Funny love: images of Aphrodite in old comedy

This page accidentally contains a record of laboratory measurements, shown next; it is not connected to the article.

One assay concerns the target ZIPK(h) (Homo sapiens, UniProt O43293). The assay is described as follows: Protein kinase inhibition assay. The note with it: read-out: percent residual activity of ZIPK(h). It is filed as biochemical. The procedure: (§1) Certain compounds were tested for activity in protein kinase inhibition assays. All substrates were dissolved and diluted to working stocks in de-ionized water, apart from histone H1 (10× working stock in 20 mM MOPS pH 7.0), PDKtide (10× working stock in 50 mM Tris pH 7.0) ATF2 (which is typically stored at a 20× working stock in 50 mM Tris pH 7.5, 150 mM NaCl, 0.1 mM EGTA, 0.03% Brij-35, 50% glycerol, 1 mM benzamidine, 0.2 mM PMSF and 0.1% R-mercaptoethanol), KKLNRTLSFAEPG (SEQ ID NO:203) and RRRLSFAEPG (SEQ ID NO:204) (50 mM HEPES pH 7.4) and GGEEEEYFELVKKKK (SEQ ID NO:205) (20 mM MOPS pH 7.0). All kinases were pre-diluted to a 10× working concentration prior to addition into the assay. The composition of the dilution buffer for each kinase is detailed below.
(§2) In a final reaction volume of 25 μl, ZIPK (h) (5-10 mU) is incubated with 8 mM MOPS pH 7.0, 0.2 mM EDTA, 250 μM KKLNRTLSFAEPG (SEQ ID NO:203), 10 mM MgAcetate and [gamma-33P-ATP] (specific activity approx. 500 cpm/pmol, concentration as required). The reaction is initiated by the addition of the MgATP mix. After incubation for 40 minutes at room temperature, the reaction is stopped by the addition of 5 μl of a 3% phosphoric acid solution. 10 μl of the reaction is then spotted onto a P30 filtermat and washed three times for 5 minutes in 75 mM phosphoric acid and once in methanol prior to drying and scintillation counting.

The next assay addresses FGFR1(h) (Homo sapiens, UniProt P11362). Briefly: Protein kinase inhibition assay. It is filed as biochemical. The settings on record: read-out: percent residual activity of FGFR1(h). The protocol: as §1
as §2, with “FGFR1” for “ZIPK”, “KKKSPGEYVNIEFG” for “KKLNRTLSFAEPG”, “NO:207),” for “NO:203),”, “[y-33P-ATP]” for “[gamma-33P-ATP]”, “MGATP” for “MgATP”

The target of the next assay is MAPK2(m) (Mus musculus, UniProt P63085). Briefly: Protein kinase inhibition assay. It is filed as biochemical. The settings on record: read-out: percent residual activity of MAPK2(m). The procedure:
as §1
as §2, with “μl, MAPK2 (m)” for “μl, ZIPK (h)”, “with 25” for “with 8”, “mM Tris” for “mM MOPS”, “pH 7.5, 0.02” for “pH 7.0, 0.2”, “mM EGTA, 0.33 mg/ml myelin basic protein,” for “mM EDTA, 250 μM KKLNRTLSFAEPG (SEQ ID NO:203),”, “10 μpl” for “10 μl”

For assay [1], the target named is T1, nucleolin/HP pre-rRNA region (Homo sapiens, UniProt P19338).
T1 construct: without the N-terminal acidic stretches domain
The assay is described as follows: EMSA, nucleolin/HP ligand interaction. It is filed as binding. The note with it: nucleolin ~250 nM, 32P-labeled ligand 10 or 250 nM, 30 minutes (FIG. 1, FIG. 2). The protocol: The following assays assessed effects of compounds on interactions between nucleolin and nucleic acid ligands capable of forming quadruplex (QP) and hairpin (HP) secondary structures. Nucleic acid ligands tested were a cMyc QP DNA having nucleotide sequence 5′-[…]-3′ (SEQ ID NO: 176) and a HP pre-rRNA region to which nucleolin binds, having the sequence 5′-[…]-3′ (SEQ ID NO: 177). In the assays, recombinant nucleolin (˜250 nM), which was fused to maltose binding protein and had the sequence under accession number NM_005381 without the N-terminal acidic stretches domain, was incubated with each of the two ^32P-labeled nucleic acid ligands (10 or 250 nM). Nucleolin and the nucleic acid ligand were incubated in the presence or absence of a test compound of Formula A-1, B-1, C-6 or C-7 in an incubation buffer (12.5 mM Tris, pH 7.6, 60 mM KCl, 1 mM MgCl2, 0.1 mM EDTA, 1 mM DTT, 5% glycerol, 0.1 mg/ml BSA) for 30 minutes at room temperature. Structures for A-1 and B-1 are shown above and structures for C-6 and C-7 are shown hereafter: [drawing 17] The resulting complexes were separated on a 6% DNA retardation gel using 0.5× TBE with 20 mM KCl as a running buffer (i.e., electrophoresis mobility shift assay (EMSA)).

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This study investigates the relationship between Aphrodite's literary image and her cultic role in Athenian civic religion. The plays and fragments, especially those in the Aristophanic corpus, demonstrate that in Old Comedy the goddess not only holds the role of sexualized patroness of femininity, but also reflects the political associations of her Athenian cults. Chapter I investigates the cultic role of Aphrodite in Athens and her place within the Athenian religious and social system. At Athens, Aphrodite reveals aspects beyond her popular panhellenic position as a deity of love and overseer of marriage, but never displays the relationships to sacred prostitution claimed in some late-antique sources. Aphrodite's sanctuaries were associated with such putative pioneers of democracy as Theseus and Solon. The uniquely Athenian cult of Aphrodite Pandemos, worshipped in association with Peitho, emphasized her importance in the Athenian political system as a representative of (seductive) persuasion. Analysis shows that the "Platonic" dichotomy between Aphrodite Pandemos and Urania reflects later (mis)readings of Plato's Symposium. The fragments of Old Comedy (Chapter II) illustrate how Aphrodite aided the introduction of female protagonists onto the comic stage, both as hetaerae, who worshipped Aphrodite as their patroness, and Athenian wives, who were comically depicted as licentious and bibulous. Understanding Aphrodite's role as the mediator between comic raunchiness and female decorum helps explain the origins of the erroneous traditions regarding the dedication of prostitutes to the goddess. Chapters III and IV examine Aphrodite in the Aristophanic corpus, with Chapter IV entirely devoted to the Lysistrata. Aristophanes explores Aphrodite's comic persona to highlight the social and political issues of Athens, often associating the degeneration of the city with men's unnatural connection to Aphrodite. In the Lysistrata, Aphrodite plays her most extensive role in extant comedy and exhibits her political associations. The solidarity of the female protagonists depends on Aphrodite's role as a symbol of unification and social reform. The goddess in association with Athena successfully presides over Lysistrata's peace plot as the embodiment of the late fifth-century political slogan of "eros for the city" played out in the seduction of Kinesias by Myrrhine.
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